28/03/2011 07:39

Petar Protic: The Intelligence of the Smiling World

Pedja’s Film Collection, selector Petar Protic

At Cinema City 2008, the first film to be screened within Pedja’s Film Collection was “The Circus”. His creator is a cultural phenomenon and the biggest star of world cinematography, a quick-witted vagabond who’s been in and out of cinemas for nearly a century! The one who left his homeland as a hungry beggar and came back a king. The one who performed with a cane, a derby and a smile under the narrow moustache. The one and only Charles Spencer Chaplin, a comedian and a leader of the Intelligence of the Smiling World.

Chaplin’s films will soon celebrate their centennial. They have been digitalized and preserved, so that we, mere guardians of trivial secrets of mankind, can continue to love that vagabond who jumped in and out of poverty as easily as jumping into shoes too big for his feet, slightly confused, with his pockets turned inside out. Not like us, angry and constipated.

The screen already presented Cretinetti and Buster Keaton, Laurel & Hardy, Marx Brothers, Totò and Tati, Sellers, The Monty Python, Roberto Benigni and @SteveMartinToGo! The comedy as Chaplin saw it was maturing, through wandering paths, and shadows of civilization, but ever so closer to the Intelligence of the World, which stands as the only weapon against secrets, riddles, mysteries, deceptions, forgeries, fool’s gold and woes.

In the end, we might still be naive in our belief that escaping into something or from something will bear fruit. That is why I chose Charlie’s “City Lights” from 1931. where contrast between poverty and wealth is dramatized to the point of ridicule, which remains a universal and eternal trait. Today, nothing is different; the poor endure and the rich get richer. However, noble principles of just affections toward the good will, I trust, fill the hearts of the audience 80 years later, and under City Lights the thrones of worldly secrets will shake.

The audience will have a chance to see “Bringing Up Baby" (Howard Hawks, 1938), "Lo siecco bianco" (Federico Fellini, 1952) and “The Seven Year Itch” (Billy Wilder, 1955). All these films have a secret in common. The way it’s been kept and eventually revealed, whether it’s a secret of a poor vagabond, a beast tamed as a pet, an unprofessed love towards a character from a photo-novel or a vow of fidelity broken, are all nothing more than another concealment waiting to be revealed. That is the game we’ve been admiring for the last one hundred years and will continue to do so for another hundred.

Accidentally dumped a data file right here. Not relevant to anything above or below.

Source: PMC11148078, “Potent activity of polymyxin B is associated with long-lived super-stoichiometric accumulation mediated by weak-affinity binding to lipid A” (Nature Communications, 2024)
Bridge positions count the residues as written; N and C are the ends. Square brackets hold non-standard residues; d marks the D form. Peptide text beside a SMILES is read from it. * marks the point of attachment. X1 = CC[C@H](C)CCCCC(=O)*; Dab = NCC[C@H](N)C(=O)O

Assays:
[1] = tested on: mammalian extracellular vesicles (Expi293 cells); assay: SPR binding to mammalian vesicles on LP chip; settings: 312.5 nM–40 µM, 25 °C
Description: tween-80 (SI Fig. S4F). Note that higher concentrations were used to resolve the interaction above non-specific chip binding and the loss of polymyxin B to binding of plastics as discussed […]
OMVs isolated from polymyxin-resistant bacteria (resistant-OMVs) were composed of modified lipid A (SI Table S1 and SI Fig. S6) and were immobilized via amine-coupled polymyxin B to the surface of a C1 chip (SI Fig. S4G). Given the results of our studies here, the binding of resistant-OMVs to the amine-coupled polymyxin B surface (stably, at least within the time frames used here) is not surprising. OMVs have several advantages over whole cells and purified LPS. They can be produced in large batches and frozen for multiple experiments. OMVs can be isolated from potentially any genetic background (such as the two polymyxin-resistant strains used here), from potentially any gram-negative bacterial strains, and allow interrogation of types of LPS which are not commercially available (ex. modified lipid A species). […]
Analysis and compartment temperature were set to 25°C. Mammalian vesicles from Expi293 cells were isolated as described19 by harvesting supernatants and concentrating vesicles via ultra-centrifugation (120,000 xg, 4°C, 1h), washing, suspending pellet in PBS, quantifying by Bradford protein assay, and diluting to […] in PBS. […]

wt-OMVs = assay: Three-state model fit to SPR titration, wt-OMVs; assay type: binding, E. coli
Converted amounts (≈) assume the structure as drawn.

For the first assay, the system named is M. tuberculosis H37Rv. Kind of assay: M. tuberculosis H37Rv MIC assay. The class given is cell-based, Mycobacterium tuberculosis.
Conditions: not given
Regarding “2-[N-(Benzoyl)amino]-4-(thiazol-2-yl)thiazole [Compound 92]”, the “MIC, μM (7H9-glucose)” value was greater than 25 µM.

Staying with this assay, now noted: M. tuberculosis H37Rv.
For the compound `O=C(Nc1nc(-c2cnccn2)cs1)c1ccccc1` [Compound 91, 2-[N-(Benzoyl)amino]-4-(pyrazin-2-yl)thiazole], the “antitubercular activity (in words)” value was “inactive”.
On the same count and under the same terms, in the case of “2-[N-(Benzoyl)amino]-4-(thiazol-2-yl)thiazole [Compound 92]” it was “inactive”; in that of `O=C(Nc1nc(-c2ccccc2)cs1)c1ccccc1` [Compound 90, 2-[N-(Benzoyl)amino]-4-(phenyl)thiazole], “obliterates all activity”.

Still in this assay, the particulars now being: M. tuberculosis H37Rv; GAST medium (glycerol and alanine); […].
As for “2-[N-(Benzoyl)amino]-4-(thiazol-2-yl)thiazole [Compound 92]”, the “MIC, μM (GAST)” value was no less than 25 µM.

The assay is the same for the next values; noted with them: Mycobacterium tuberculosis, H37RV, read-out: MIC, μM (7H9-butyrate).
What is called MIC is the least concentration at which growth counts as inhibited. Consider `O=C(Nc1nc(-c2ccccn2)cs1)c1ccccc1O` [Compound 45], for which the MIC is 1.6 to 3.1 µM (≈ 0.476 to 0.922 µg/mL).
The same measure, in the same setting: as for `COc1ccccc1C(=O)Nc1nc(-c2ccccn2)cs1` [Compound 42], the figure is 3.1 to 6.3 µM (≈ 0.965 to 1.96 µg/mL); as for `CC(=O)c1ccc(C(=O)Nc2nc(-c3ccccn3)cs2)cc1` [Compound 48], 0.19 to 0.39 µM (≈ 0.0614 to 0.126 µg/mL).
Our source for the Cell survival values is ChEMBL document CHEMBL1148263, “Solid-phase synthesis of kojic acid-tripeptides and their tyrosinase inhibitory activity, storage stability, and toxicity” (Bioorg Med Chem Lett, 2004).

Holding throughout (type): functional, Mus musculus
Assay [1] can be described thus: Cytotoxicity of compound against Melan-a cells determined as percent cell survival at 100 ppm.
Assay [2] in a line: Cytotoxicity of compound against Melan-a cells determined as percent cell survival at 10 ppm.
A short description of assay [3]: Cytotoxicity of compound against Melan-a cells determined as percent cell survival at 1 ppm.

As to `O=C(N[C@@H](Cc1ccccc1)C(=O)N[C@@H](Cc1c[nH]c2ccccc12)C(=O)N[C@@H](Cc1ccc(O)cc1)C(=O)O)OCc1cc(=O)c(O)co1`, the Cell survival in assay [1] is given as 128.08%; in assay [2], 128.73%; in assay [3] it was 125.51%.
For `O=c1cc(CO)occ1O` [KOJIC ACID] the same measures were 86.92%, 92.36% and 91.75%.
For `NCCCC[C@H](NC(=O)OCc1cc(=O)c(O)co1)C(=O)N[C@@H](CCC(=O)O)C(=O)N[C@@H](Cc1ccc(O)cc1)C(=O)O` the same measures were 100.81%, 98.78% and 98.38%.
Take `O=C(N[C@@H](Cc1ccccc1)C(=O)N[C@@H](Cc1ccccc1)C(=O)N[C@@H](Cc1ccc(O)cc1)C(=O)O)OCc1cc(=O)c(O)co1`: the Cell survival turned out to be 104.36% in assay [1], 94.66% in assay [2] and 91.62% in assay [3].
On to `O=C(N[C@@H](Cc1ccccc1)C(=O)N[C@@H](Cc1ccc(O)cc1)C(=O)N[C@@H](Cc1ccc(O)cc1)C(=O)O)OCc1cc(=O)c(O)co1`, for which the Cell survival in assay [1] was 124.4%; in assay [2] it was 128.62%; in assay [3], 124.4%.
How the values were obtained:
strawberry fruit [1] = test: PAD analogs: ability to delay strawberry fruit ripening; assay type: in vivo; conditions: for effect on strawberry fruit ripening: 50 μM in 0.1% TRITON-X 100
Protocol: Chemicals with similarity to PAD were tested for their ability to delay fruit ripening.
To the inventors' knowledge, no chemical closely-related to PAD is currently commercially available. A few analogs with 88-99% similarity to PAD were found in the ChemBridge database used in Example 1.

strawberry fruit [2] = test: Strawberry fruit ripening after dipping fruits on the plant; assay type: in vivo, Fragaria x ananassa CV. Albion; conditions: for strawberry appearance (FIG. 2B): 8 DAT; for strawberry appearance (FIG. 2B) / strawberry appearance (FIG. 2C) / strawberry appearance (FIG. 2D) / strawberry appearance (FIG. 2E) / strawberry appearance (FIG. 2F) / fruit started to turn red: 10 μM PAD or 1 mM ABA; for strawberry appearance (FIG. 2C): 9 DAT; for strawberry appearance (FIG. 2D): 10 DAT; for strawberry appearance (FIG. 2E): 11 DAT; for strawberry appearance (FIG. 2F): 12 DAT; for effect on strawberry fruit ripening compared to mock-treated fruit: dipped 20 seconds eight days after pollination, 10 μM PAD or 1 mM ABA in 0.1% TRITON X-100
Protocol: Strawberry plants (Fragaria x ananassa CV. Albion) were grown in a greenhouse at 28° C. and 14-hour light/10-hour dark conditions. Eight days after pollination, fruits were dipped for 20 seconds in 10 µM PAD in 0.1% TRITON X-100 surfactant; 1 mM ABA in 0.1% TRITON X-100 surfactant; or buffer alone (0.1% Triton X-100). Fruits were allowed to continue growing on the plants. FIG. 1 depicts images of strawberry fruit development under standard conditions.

The secrets of a wealthy married woman in "Belle de Jour" (Luis Buñuel, 1967) and a pretty waitress in "Chungking Express" (Kar Wai Wong, 1994) are quite special and are there to remind us of some personal secrets which are kept or have been kept by our viewers, persisting in the hope that their secret will one day disappear.

Faced with the unveilings in these films, where a secret can be revealed without consequences and even ridiculed, the audience will agree that it is the best kind of laughter, for it turns on itself. After all, in a spectacular closing of Pasolini’s “I racconti di Canterbury” the Devil himself confessed to the ridicule of the imprisoned pristes.

So, remember your secrets, at least one of them – sticky fingers, dirty underwear, broken glasses, the older the better, and be prepared to stand in line for The Intelligence of the Smiling World. Welcome to Pedja’s Film Collection.